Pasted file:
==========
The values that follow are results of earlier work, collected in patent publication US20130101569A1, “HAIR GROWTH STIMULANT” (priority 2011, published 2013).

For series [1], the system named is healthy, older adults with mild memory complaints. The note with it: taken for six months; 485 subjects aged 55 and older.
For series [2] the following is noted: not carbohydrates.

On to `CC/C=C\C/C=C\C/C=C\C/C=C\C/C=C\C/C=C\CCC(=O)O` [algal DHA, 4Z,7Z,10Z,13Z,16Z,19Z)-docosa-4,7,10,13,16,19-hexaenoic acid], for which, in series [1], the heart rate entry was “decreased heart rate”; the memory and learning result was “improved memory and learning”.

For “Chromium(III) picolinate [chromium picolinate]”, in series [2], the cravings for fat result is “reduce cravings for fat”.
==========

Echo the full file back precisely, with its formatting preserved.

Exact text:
The values that follow are results of earlier work, collected in patent publication US20130101569A1, “HAIR GROWTH STIMULANT” (priority 2011, published 2013).

For series [1], the system named is healthy, older adults with mild memory complaints. The note with it: taken for six months; 485 subjects aged 55 and older.
For series [2] the following is noted: not carbohydrates.

On to `CC/C=C\C/C=C\C/C=C\C/C=C\C/C=C\C/C=C\CCC(=O)O` [algal DHA, 4Z,7Z,10Z,13Z,16Z,19Z)-docosa-4,7,10,13,16,19-hexaenoic acid], for which, in series [1], the heart rate entry was “decreased heart rate”; the memory and learning result was “improved memory and learning”.

For “Chromium(III) picolinate [chromium picolinate]”, in series [2], the cravings for fat result is “reduce cravings for fat”.